Forming a COVID-19 special education steering committee

The 2020-21 school year has already seen unprecedented expectations placed on school district administrators and educators nationwide – a trend which will likely continue until the pandemic is managed.

Over the summer, state education agencies required local school districts to create “re-entry plans” to outline how students can safely and equitably return to school in multiple learning environments. These plans are often chock full of implementation supports for the majority of students, but offer little to no support on the unique needs of students with Individualized Education Programs (IEPs). In some states, boards of health have offered specific considerations for students with disabilities. However, in many others, that may not be the case.

Related content: A special ed teacher goes the distance to reassure her students

The reality is that teachers and school leaders are not doctors or scientists, and they should not be expected to have expertise in the spread of infectious diseases. In the absence of specific guidance supporting the implementation of special education during reentry, it is important to be making informed decisions on the nuances specific to providing students with IEPs a free and appropriate education. Hence, it is important that districts create COVID-19 Special Education Steering Committees.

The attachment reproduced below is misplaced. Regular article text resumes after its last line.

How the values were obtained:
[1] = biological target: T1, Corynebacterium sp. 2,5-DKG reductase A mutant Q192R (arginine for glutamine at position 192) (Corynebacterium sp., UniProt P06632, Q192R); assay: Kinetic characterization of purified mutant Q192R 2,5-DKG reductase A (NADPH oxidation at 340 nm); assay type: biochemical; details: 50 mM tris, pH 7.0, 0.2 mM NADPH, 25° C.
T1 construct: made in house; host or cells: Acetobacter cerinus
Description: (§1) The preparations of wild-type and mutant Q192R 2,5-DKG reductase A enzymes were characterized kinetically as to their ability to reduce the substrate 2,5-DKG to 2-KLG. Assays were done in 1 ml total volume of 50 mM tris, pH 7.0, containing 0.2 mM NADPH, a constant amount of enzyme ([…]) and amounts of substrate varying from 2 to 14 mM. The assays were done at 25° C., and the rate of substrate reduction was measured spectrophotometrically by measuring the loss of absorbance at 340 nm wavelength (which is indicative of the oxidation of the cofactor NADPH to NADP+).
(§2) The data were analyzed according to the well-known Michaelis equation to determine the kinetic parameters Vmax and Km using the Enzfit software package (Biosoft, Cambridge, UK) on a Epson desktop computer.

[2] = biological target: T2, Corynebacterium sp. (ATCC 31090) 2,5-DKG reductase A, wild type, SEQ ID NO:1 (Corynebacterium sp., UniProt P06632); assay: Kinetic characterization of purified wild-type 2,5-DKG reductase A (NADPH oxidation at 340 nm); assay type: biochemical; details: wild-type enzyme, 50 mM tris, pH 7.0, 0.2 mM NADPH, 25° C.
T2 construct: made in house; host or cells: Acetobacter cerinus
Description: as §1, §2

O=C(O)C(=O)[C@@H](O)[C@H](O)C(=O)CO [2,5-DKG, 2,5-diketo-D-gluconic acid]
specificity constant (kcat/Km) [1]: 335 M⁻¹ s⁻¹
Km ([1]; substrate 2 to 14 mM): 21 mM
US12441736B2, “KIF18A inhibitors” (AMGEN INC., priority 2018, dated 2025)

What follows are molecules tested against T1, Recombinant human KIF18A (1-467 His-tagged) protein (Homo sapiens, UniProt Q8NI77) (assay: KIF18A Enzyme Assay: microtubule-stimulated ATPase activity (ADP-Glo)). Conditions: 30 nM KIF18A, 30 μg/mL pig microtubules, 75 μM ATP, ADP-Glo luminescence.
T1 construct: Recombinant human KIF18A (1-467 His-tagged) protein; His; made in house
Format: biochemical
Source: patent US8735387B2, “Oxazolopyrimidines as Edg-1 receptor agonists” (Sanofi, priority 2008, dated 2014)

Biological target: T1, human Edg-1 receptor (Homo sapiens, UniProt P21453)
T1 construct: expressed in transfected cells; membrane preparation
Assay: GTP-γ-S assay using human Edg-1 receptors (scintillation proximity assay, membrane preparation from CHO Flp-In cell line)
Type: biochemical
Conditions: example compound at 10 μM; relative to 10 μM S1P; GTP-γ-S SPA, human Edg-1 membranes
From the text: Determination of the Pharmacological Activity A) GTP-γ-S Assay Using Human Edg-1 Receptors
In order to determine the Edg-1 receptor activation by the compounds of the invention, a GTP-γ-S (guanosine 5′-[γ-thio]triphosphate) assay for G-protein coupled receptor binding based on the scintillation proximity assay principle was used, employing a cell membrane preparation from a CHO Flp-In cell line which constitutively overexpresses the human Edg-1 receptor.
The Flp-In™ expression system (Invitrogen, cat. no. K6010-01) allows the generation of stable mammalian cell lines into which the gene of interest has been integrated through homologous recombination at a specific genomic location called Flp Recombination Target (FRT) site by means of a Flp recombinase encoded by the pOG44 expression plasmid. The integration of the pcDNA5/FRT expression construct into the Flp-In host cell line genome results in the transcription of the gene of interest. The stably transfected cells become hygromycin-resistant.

About the Author:

Matthew Korobkin is a Senior Advisor for Special Education Services within Public Consulting Group’s (PCG) Education practice. Based in Princeton, New Jersey, Matthew brings strategic planning expertise at the state and district level in the areas of special education policy, compliance, operations, and instructional practice. Prior to joining PCG in 2017, Matthew was the Special Education Officer for Strategic Planning and Evaluation in the Office of the Secretary of Education at the Delaware Department of Education. He also served as a policy specialist in the Office of Special Education Policy at the Massachusetts Department of Elementary and Secondary Education. Matthew began his career as a special education teacher.

Add your opinion to the discussion.

Source Article